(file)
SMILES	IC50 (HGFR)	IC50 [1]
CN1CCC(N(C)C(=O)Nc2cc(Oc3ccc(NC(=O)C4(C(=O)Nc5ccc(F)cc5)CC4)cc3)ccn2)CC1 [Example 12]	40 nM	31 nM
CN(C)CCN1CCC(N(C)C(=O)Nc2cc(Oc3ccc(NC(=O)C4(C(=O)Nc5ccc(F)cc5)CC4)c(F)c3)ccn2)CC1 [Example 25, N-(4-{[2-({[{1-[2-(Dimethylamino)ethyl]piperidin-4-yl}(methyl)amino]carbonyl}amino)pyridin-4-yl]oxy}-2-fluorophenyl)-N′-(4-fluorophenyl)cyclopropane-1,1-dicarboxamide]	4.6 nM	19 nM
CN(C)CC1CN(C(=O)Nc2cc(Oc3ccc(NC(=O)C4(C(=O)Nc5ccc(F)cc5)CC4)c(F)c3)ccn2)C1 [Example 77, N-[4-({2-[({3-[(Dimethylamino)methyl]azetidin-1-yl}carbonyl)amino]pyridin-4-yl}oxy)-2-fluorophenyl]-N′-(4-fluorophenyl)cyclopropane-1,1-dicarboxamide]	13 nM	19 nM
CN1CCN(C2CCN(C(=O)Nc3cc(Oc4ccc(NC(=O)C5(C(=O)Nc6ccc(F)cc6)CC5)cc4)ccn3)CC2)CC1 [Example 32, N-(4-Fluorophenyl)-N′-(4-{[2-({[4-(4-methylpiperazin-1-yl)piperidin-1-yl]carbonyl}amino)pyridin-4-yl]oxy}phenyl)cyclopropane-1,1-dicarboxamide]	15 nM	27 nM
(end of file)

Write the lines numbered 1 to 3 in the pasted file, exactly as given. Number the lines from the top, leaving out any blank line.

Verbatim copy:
SMILES	IC50 (HGFR)	IC50 [1]
CN1CCC(N(C)C(=O)Nc2cc(Oc3ccc(NC(=O)C4(C(=O)Nc5ccc(F)cc5)CC4)cc3)ccn2)CC1 [Example 12]	40 nM	31 nM
CN(C)CCN1CCC(N(C)C(=O)Nc2cc(Oc3ccc(NC(=O)C4(C(=O)Nc5ccc(F)cc5)CC4)c(F)c3)ccn2)CC1 [Example 25, N-(4-{[2-({[{1-[2-(Dimethylamino)ethyl]piperidin-4-yl}(methyl)amino]carbonyl}amino)pyridin-4-yl]oxy}-2-fluorophenyl)-N′-(4-fluorophenyl)cyclopropane-1,1-dicarboxamide]	4.6 nM	19 nM